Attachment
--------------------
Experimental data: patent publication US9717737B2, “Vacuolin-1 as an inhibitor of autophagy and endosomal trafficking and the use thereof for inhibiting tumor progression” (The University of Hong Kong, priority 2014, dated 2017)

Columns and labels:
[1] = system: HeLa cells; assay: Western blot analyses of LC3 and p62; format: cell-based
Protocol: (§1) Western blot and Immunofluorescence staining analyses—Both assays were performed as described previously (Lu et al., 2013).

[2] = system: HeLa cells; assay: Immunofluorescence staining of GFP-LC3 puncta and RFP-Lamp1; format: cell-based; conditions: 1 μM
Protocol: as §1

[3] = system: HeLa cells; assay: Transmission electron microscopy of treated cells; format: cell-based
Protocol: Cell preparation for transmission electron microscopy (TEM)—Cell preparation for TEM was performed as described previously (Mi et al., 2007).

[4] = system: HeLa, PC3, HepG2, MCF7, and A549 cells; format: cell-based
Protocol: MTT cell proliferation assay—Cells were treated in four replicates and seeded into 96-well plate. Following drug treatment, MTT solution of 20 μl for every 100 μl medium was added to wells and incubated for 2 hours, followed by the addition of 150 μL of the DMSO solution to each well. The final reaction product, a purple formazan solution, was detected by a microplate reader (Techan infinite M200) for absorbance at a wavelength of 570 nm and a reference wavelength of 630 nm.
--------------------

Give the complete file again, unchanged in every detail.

Experimental data: patent publication US9717737B2, “Vacuolin-1 as an inhibitor of autophagy and endosomal trafficking and the use thereof for inhibiting tumor progression” (The University of Hong Kong, priority 2014, dated 2017)

Columns and labels:
[1] = system: HeLa cells; assay: Western blot analyses of LC3 and p62; format: cell-based
Protocol: (§1) Western blot and Immunofluorescence staining analyses—Both assays were performed as described previously (Lu et al., 2013).

[2] = system: HeLa cells; assay: Immunofluorescence staining of GFP-LC3 puncta and RFP-Lamp1; format: cell-based; conditions: 1 μM
Protocol: as §1

[3] = system: HeLa cells; assay: Transmission electron microscopy of treated cells; format: cell-based
Protocol: Cell preparation for transmission electron microscopy (TEM)—Cell preparation for TEM was performed as described previously (Mi et al., 2007).

[4] = system: HeLa, PC3, HepG2, MCF7, and A549 cells; format: cell-based
Protocol: MTT cell proliferation assay—Cells were treated in four replicates and seeded into 96-well plate. Following drug treatment, MTT solution of 20 μl for every 100 μl medium was added to wells and incubated for 2 hours, followed by the addition of 150 μL of the DMSO solution to each well. The final reaction product, a purple formazan solution, was detected by a microplate reader (Techan infinite M200) for absorbance at a wavelength of 570 nm and a reference wavelength of 630 nm.